The Cathay Pacific Business Class cabin is set up in a 1-2-1 formation which creates a generous amount of personal space and the relatively small number of seats split into two distinct sections which helps to enhance the feeling of seclusion/privacy. The configuration in Premium Economy is 2-3-2 although there are actually fewer seats compared to Business Class so that you still feel a significant decrease in proximity to others compared to Economy Class.
All seats have a shielded headrest and the centre seats are angled towards each other which is a great innovation compared to business class fitouts on other airlines where the centre seats are parallel to each other – the Cathay set-up meant that I literally didn’t see my neighbour at all for the duration of the flight.
The seat itself acts like your own personal cabin within the main cabin with multiple areas where you can store personal items, a 15-inch flip-out screen for viewing the entertainment system and a footrest at the end which is a subtle but important feature which is sorely missing on other airlines as it ensures that when the seat is fully extended into a bed then the end has support rather than being left in mid-air which can result in an unwanted ‘dip’. Speaking of the bed, when fully extended it is completely flat and has a usable area measuring around 1.9m x 0.7m, which means that most people will be able to sleep comfortably in any position they wish and I certainly enjoyed a pleasant and lengthy snooze on my way back to Melbourne.
In-flight entertainment is delivered via the StudioCX system which offers a wide variety of on-demand movies, television shows and audio programs all of which rotate on a monthly basis to ensure that the content remains fresh and current. The range of programs available is on par with other airlines and covered all of the major genres and styles – I would expect that there would be more than enough content to keep any traveller fully occupied for the length of his/her flight.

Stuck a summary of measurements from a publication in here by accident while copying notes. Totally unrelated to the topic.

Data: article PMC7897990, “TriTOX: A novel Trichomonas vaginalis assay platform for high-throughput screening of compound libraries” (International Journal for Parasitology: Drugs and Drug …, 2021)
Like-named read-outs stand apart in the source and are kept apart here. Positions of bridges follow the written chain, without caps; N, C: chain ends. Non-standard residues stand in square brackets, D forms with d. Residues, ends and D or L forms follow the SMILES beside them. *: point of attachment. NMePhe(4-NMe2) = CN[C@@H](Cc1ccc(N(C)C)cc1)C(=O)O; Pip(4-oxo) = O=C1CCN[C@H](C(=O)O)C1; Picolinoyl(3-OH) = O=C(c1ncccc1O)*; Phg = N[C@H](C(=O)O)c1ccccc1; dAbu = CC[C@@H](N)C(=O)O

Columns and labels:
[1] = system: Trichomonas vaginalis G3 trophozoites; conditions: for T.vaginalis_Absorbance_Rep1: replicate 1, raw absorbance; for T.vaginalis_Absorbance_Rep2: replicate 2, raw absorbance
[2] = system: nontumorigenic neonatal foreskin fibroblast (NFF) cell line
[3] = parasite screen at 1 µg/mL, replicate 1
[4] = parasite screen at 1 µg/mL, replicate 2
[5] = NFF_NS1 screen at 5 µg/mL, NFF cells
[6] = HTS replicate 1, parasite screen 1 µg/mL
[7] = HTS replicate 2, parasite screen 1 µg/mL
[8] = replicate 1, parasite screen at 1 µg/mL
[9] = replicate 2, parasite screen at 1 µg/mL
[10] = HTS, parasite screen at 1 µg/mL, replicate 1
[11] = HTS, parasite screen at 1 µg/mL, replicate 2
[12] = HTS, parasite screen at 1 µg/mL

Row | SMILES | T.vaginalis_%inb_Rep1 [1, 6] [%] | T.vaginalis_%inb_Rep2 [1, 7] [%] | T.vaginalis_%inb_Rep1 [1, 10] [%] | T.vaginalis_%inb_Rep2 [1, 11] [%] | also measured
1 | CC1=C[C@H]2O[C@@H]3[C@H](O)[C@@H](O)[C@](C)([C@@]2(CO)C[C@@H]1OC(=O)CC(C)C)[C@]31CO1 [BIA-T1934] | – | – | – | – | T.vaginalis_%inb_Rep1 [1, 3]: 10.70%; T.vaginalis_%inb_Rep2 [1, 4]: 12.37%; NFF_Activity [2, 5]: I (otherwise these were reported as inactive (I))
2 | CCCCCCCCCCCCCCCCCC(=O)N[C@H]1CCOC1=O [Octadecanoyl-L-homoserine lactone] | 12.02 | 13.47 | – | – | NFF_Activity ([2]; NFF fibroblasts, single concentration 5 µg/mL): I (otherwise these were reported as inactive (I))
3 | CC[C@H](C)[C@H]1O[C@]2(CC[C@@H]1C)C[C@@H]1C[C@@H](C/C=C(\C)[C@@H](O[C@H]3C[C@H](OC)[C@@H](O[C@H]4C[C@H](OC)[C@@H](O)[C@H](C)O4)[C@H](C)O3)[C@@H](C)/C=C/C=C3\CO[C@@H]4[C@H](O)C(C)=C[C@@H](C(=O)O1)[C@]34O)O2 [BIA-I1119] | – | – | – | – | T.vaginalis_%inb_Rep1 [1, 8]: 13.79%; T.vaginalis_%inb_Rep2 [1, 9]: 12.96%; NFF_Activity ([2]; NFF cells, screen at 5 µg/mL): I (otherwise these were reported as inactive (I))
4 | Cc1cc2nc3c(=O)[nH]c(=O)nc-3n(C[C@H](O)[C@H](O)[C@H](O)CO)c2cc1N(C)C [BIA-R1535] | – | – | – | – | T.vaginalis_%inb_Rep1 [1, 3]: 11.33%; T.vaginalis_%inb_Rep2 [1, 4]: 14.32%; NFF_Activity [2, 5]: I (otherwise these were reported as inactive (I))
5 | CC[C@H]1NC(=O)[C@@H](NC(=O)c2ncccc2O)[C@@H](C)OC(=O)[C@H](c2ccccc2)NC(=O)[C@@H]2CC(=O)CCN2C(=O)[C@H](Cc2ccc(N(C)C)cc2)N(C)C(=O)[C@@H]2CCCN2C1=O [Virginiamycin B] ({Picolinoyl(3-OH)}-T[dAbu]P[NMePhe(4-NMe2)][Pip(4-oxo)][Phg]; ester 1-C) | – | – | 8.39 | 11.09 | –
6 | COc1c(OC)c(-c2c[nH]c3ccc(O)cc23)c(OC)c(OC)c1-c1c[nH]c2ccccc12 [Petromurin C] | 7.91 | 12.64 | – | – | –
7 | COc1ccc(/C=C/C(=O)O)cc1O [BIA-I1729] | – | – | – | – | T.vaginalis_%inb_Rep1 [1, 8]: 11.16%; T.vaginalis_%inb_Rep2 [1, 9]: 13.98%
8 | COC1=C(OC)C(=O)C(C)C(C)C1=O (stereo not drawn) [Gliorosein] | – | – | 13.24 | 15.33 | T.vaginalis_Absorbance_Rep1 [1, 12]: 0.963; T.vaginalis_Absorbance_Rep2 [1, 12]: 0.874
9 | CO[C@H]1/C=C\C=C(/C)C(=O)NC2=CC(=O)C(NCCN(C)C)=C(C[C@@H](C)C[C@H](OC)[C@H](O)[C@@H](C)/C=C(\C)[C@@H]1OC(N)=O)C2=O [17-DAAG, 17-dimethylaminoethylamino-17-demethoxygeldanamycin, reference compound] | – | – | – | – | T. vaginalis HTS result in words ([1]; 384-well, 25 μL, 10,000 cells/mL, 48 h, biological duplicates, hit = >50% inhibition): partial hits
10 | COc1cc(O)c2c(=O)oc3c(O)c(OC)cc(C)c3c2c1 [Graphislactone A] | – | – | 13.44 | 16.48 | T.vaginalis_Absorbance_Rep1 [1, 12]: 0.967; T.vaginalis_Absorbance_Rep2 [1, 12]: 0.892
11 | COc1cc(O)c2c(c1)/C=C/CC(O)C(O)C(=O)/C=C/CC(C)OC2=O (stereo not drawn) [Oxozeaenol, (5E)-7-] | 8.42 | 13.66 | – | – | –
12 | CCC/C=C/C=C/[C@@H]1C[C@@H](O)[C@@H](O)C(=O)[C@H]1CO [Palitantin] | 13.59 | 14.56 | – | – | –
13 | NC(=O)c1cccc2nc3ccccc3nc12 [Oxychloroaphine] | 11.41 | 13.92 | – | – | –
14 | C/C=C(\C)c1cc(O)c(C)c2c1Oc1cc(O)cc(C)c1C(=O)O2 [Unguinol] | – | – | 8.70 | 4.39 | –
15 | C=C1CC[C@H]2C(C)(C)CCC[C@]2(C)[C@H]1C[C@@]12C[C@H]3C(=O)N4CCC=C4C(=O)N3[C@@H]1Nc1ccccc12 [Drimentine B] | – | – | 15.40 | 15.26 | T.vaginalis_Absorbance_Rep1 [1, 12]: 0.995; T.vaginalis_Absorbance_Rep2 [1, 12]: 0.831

Next to the seat is a small multi-function storage ‘cupboard’ that both holds the provided noise-cancelling headphones (which are great, although if you have them I’d still pack a pair of Bose QC25s) and acts as a privacy shield when the door is open. The provided connectivity is extensive with a dedicated power point in each seat, as well as a USB port, and iPod and AV connectors so you can watch your own videos through the entertainment system.
In Premium Economy the seat is somewhat smaller at around 95cm x 50cm and less privacy due to a more open seating arrangement, however in-seat power and USB connectivity is still available and the table is sufficiently large to fit a laptop so if you are flying during the day there is actually little difference relative to Business Class from a practical perspective – however, the longer seat that extends to a fully flat bed will make a huge difference to your sleep quality on overnight flights.
Putting all of these elements together meant that (as you can see above) I was able to comfortably spread out and have access to a laptop/iPad, paper notebook and phone all at the same time which meant that during the flight over to Hong Kong I was able to knock out four posts for The City Lane as well as watching three movies – probably my most productive flight ever! Overall the Cathay Pacific Business Class fitout is extremely well thought out and is probably the best business class cabin that I have experienced.
Service was (as expected) exemplary, from a hot towel and champagne or juice before takeoff, to a personalised welcome from the cabin manager after takeoff and then the very attentive and considerate approach taken by the cabin crew to ensuring that all passengers’ needs are fully met – as a good example whereas on some airlines you will be woken up at meal times whether you like it or not, once I had extended my bed and gone to sleep on the overnight flight back to Melbourne I was not approached by the crew until I had woken up just prior to breakfast service in the morning. Frequent flyers with elite status are particularly well cared for – as an example I was asked in advance of meal service what dish I would like for my main course to ensure that what I wanted had not run out before they reached me at the back of the Business Class cabin. It goes without saying that in Premium Economy (and also when I have flown in Economy) I experienced the same high level of service that applied in Business Class. Paul has also flown Cathay Pacific in Economy and Premium Economy this year and has commented several times about how much he enjoyed the in-flight experience.